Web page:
Last week I joined 50,000 students as we marched from Trafalgar Square, past the Houses of Parliament and up to Tate Britain, banners in tow. On Wednesday I was Libby Page, protester come reporter. Instead of attending lectures that day we had been set the task of reporting on the protest against cuts to university education, filming in small groups and producing a short news piece documenting the day's events.
It was an amazing experience, and certainly one I will never forget. However, my memories of the day have definitely be marred by the way in which the event has been portrayed in the press. You would be forgiven for assuming that the whole day was a violent riot orchestrated by anarchic students. In fact a mere handful out of 50,000, spoiled the incredible atmosphere of what was otherwise a completely peaceful, positive day. I find it a great shame that picking up the paper on Thursday morning all you would have seen were dramatic photographs of broken glass. The protest I joined on Wednesday was one of solidarity. Anger? Frustration? Yes, and understandably so. But violence? No.
As a student with nearly 3 years left ahead of me, and particularly as a student studying in London and aiming to enter in to one of the most competitive industries, it would be an understatement to say that I find the proposed cuts frightening and utterly disheartening. I know that the protest won't have made the slightest difference to the government's plans, but I am still glad I went. Too often we sit back and watch things happen without letting our voices be heard, but on Wednesday the student population made a stand. We came from all over the country, we came in our thousands, we created songs, and slogans and banners, and we spent the day marching through London fighting for our futures.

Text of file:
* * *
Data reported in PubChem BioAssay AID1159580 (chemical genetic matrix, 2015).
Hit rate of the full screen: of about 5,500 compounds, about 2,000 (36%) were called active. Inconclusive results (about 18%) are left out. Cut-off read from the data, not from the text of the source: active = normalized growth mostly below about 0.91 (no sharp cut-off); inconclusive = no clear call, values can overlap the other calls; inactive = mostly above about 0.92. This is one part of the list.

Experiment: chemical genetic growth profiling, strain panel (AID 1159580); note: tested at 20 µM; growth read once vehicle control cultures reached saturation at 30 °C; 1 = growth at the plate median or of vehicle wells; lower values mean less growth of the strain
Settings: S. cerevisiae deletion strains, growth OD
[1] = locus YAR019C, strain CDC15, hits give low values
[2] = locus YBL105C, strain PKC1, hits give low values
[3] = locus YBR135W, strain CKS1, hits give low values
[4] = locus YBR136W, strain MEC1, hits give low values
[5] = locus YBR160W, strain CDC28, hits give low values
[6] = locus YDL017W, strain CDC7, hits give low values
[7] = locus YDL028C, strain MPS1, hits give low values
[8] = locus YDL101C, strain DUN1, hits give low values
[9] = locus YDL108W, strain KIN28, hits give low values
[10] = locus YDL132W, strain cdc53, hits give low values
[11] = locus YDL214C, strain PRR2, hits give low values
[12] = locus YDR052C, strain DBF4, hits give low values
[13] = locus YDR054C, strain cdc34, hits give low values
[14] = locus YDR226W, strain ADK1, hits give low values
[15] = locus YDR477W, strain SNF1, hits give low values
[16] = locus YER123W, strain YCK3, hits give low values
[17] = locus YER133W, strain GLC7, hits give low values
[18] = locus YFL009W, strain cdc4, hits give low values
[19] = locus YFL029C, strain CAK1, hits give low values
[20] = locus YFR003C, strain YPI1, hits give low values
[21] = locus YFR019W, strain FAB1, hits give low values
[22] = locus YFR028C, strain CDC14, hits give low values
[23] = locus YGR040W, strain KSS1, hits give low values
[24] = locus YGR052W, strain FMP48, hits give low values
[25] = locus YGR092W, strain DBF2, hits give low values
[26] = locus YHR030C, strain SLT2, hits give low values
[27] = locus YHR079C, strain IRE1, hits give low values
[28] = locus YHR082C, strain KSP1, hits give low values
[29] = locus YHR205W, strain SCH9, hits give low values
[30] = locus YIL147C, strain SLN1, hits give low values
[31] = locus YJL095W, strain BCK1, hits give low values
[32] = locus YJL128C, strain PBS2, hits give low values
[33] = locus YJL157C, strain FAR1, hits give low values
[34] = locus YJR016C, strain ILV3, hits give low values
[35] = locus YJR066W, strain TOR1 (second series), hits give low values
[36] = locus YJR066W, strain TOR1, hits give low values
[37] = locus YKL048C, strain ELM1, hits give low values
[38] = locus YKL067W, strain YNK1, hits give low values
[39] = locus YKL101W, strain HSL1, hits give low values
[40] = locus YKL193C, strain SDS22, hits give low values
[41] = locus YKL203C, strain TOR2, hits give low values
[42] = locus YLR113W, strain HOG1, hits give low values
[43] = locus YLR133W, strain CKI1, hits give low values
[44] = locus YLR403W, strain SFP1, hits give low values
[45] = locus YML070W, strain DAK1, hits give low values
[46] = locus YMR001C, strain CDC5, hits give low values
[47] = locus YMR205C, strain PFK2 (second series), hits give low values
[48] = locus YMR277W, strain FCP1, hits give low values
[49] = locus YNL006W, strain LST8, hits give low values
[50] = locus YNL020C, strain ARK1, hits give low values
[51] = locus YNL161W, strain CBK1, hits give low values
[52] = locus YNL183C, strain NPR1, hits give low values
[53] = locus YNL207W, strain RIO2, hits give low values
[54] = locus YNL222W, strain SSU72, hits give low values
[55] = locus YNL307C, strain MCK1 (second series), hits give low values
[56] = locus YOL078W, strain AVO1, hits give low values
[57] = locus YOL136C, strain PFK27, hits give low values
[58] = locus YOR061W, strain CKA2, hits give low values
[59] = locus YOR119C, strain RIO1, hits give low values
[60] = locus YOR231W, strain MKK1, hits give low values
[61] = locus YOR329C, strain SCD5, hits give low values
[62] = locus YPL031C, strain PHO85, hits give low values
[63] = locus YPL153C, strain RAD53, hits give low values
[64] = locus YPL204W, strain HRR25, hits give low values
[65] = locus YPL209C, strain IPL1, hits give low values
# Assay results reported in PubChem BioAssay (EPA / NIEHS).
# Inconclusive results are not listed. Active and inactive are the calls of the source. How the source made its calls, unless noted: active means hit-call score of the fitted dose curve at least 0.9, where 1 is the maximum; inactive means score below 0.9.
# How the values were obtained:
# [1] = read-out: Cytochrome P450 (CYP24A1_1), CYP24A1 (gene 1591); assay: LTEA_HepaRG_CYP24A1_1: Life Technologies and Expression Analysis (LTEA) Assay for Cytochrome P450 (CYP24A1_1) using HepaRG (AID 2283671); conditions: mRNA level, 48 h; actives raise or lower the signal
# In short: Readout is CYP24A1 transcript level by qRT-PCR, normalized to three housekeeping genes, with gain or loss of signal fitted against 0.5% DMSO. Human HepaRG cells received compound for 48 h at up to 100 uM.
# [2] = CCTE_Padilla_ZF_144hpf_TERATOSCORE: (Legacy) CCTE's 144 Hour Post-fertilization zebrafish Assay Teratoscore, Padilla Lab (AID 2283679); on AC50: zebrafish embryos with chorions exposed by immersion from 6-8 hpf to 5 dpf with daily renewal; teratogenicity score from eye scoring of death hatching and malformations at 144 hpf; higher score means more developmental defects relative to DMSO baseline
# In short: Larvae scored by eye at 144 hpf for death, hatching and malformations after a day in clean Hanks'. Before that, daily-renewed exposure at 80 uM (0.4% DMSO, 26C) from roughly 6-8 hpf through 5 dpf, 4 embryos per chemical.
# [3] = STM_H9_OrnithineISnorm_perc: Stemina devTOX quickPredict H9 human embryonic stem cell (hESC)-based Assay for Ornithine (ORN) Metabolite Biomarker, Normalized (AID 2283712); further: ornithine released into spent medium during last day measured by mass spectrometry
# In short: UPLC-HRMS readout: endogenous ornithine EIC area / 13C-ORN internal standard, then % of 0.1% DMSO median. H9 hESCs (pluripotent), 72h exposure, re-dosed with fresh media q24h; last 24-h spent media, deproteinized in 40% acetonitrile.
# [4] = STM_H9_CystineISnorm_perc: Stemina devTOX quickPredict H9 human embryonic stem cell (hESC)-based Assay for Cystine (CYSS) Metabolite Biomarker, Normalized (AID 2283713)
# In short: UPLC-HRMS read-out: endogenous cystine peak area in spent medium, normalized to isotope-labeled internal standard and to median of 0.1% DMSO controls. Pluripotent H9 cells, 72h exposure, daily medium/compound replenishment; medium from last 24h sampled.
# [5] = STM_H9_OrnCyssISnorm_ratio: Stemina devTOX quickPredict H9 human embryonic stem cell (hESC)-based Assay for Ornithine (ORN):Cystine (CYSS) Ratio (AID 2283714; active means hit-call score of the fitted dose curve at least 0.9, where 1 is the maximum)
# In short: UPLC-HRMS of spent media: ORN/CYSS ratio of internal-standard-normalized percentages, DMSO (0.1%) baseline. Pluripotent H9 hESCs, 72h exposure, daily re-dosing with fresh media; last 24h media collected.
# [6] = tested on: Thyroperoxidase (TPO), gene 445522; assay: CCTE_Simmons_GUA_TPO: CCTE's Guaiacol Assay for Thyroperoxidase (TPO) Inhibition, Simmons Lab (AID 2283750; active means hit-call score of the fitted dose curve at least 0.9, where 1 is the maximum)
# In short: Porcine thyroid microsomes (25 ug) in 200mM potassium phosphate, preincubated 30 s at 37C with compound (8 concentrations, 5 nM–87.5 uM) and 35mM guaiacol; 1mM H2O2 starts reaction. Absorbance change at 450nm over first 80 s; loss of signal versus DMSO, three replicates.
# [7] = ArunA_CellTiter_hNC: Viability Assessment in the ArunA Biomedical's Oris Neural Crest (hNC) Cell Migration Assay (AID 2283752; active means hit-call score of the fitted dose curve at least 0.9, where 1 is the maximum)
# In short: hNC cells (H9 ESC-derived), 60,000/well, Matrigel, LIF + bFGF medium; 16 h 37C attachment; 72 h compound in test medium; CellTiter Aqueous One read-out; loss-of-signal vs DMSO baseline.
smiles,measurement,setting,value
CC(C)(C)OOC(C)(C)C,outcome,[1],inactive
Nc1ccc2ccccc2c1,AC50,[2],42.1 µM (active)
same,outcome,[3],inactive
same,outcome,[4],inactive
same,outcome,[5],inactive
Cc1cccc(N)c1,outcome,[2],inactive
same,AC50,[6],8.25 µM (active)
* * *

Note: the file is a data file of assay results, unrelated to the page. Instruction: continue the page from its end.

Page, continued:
Even if all of this was to little avail, I still feel fortunate to have had the opportunity to document the efforts of so many people. As we marched we interviewed dozens of students and lecturers. The articulation, passion and sheer SENSE of so many of the students made me think that the government has made a huge oversight.
Being a reporter for the day made my heart pound and my feet ache. At one point I was standing at the front of a stream of thousands, walking backwards filming the marching crowd and praying they didn't decide to stampede. As our group ran to interview people, or twisted our way sneakily to the front, I felt quite the enthusiastic young reporter, and loved every minute of it.
Protest aside, it was generally a great day. My best friend had come down from Nottingham the night before, and I met up with a crowd of friends once I had finished filming (we had to stop because the camera battery died on us. For a two minute piece we recorded nearly an hour of footage. Now knowing a little of what goes in to programmes, I will never underestimate the power of television again). Being amongst old friends felt like a sigh of relief, but at the same time I felt a glow of pride walking along the Thames with them and thinking, I live here. After a while, however it was time to say goodbye to my Dorset friends, and continue my life as London Libby.